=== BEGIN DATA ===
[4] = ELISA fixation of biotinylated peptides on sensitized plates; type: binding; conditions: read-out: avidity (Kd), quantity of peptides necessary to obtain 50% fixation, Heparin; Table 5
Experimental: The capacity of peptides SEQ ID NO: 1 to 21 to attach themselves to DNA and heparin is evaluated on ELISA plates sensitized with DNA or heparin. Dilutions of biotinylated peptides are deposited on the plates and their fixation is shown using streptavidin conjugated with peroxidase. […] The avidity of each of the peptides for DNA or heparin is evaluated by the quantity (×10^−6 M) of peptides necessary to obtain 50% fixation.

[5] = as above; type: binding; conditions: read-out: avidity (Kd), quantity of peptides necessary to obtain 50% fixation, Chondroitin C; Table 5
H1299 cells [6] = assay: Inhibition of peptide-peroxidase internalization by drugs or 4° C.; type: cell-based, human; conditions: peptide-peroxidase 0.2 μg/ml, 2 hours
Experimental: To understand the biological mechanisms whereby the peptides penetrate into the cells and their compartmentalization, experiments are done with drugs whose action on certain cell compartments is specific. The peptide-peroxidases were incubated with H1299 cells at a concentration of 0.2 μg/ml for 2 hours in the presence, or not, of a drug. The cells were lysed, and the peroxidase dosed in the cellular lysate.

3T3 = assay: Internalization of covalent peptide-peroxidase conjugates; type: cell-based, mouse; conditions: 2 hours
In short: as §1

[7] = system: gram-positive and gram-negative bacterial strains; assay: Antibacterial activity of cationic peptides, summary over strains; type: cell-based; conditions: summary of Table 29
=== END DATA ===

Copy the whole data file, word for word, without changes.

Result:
[4] = ELISA fixation of biotinylated peptides on sensitized plates; type: binding; conditions: read-out: avidity (Kd), quantity of peptides necessary to obtain 50% fixation, Heparin; Table 5
Experimental: The capacity of peptides SEQ ID NO: 1 to 21 to attach themselves to DNA and heparin is evaluated on ELISA plates sensitized with DNA or heparin. Dilutions of biotinylated peptides are deposited on the plates and their fixation is shown using streptavidin conjugated with peroxidase. […] The avidity of each of the peptides for DNA or heparin is evaluated by the quantity (×10^−6 M) of peptides necessary to obtain 50% fixation.

[5] = as above; type: binding; conditions: read-out: avidity (Kd), quantity of peptides necessary to obtain 50% fixation, Chondroitin C; Table 5
H1299 cells [6] = assay: Inhibition of peptide-peroxidase internalization by drugs or 4° C.; type: cell-based, human; conditions: peptide-peroxidase 0.2 μg/ml, 2 hours
Experimental: To understand the biological mechanisms whereby the peptides penetrate into the cells and their compartmentalization, experiments are done with drugs whose action on certain cell compartments is specific. The peptide-peroxidases were incubated with H1299 cells at a concentration of 0.2 μg/ml for 2 hours in the presence, or not, of a drug. The cells were lysed, and the peroxidase dosed in the cellular lysate.

3T3 = assay: Internalization of covalent peptide-peroxidase conjugates; type: cell-based, mouse; conditions: 2 hours
In short: as §1

[7] = system: gram-positive and gram-negative bacterial strains; assay: Antibacterial activity of cationic peptides, summary over strains; type: cell-based; conditions: summary of Table 29